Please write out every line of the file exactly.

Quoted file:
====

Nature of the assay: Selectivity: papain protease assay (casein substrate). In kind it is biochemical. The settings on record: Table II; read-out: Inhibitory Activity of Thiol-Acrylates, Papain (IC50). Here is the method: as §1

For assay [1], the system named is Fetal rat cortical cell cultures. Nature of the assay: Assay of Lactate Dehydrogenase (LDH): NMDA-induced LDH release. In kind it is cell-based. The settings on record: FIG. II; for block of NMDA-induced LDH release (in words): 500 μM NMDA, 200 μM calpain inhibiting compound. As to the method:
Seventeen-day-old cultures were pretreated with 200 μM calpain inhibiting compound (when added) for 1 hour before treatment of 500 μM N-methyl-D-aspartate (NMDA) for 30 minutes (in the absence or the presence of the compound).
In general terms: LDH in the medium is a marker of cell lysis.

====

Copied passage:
Nature of the assay: Selectivity: papain protease assay (casein substrate). In kind it is biochemical. The settings on record: Table II; read-out: Inhibitory Activity of Thiol-Acrylates, Papain (IC50). Here is the method: as §1

For assay [1], the system named is Fetal rat cortical cell cultures. Nature of the assay: Assay of Lactate Dehydrogenase (LDH): NMDA-induced LDH release. In kind it is cell-based. The settings on record: FIG. II; for block of NMDA-induced LDH release (in words): 500 μM NMDA, 200 μM calpain inhibiting compound. As to the method:
Seventeen-day-old cultures were pretreated with 200 μM calpain inhibiting compound (when added) for 1 hour before treatment of 500 μM N-methyl-D-aspartate (NMDA) for 30 minutes (in the absence or the presence of the compound).
In general terms: LDH in the medium is a marker of cell lysis.